C. PETER DAVID, Minister for Foreign Affairs and Labour of Grenada, expressed his country’s commitment to the United Nations and its principles, outlined in the Charter of the United Nations on the basis of peace, equality, justice, human rights and multilateralism. Today’s challenges can only be solved through multilateral efforts, he said, while emphasizing that climate change is the biggest one for small island developing States like Grenada. The Bahamas experience contains many lessons and imperatives for adaptation and reconstruction for small vulnerable States, he added, while lamenting the limited access to, and ever-increasing competition for, financing for climate action and development. In that regard, he announced the creation of a small island developing States Foundation with the goal of mobilizing the funding and resources required to finance adaptation in a manner that does not create fiscal stress on the economy.

Pointing out the “strong relationship between climate change and poverty”, he said the most vulnerable countries are the ones most negatively impacted”. As for Grenada’s internal economy, he said that it grew by 5.2 per cent in 2018, attributing that growth to a structural adjustment programme and a national strategy for the elimination of poverty. He went on to explain that advances in education, including the establishment of skills-training centres and entrepreneurship programmes, helped to bridge the gap between education and employment. As for finance, he declared that the unilateral and premature graduation of many small island developing States to middle-income status without considering the region’s vulnerabilities has resulted in significant budgetary shortfalls that adversely affect economic and social development.

He went on to criticize the withdrawal of correspondent banking services to member States of the Caribbean Community (CARICOM) as “an economic assault that would destabilize the financial sector of our already vulnerable economies”, he said. CARICOM members must also deal with the blacklisting of some of their banking institutions as money launderers and their countries as tax havens, he added. He went on to call for an end to the embargo against Cuba and to express concern over events in Venezuela, urging meaningful dialogue among that country’s citizens and a peaceful solution.

JOHN M. SILK, Minister for Foreign Affairs and Trade of the Marshall Islands, said the concerns of the world’s most vulnerable people and countries risk being overlooked at the United Nations in a time of inward-looking global politics. “The Marshallese people know this from our experience,” he said, recalling that the United Nations twice disregarded his country’s petitions against resolutions authorizing nuclear detonations, in 1954 and 1956. “As a UN Human Rights Council Rapporteur affirmed in 2012, this is not just a gravely difficult legacy, but a contemporary reality which continues to impact our human rights,” he said, pointing out that inaction by Member States on climate change is another illustration of how the human rights concerns of those most in need are overlooked.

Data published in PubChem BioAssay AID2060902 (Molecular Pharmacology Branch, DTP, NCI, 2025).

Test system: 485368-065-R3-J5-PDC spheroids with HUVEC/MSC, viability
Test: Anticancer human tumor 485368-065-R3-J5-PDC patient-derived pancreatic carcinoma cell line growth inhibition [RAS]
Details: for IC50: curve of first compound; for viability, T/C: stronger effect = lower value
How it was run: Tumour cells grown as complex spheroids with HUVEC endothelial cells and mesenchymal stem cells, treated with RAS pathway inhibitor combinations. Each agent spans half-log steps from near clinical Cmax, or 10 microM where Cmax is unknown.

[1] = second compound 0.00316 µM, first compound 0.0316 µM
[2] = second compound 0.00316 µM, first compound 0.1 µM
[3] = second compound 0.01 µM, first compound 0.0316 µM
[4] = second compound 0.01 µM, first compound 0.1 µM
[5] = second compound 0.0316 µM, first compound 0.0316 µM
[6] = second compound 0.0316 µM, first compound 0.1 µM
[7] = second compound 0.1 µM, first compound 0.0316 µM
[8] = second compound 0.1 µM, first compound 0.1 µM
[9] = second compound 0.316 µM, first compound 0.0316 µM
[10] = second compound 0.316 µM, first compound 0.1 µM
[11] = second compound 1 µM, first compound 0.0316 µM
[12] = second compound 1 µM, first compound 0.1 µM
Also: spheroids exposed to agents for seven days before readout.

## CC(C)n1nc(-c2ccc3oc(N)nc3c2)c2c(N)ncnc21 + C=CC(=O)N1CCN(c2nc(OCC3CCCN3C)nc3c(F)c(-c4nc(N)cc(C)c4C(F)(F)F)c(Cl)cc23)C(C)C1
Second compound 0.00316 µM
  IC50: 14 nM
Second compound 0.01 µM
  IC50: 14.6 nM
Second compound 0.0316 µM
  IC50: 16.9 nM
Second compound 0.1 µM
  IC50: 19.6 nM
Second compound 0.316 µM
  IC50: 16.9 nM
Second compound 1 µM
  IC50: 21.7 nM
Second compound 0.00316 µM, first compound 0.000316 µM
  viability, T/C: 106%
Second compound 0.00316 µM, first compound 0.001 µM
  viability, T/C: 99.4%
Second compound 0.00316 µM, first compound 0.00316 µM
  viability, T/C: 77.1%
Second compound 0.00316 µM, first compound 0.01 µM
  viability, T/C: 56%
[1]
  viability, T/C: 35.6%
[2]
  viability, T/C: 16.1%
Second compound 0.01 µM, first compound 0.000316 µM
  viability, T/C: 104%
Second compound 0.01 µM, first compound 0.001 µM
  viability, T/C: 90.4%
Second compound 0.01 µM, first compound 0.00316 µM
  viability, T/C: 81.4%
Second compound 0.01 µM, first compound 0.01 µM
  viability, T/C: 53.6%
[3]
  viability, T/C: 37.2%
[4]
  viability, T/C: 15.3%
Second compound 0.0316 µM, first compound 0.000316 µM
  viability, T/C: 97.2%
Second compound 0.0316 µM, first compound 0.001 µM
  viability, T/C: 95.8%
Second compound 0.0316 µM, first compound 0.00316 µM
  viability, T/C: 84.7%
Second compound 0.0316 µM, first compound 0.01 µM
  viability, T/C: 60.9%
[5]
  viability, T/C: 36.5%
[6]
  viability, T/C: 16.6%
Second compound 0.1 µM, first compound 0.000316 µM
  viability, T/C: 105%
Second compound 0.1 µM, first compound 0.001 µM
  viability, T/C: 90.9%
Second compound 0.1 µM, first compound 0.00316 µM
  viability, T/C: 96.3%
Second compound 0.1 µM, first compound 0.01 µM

He went on to emphasize that, as an atoll and small island developing State only one metre above sea level, the Marshall Islands have been forced to discontinue nation-building so as to focus on “nation-saving”, he said. “This is not academic,” he emphasized. “It is real. It is now. And it imperils our future, our security and our core human rights.” On fishing and the oceans, he said his country looks forward to negotiating a treaty on biodiversity beyond national jurisdiction under the Convention on the Law of the Sea, while expressing deep concern about the encroachment of foreign vessels in Marshall Islands waters. “As my President told the Group of Seven (G7) last year, illegal fishing is not only an economic menace, but a threat to sovereignty.”

Underlining the Pacific Islands Forum’s support for the Boe Declaration as the defining regional security framework, he deplored a recent resolution involving that regional intergovernmental organization at the General Assembly as “a sad moment for both the Pacific region and the United Nations”. He went on to touch on public health concerns, welcoming the World Health Organization’s support for the development of “island-tailored strategies” to tackle communicable and non-communicable diseases, as well as UNICEF’s help in addressing childhood stunting. Concerning the Sustainable Development Goals, he requested targeted United Nations assistance, noting that his country’s Government is simply overwhelmed by the sheer scale of the global indicator framework. He went on to stress the importance of the Secretary-General’s proposed establishment of a United Nations multi-country office in the North Pacific, while calling for Taiwan’s “meaningful participation” in the United Nation system.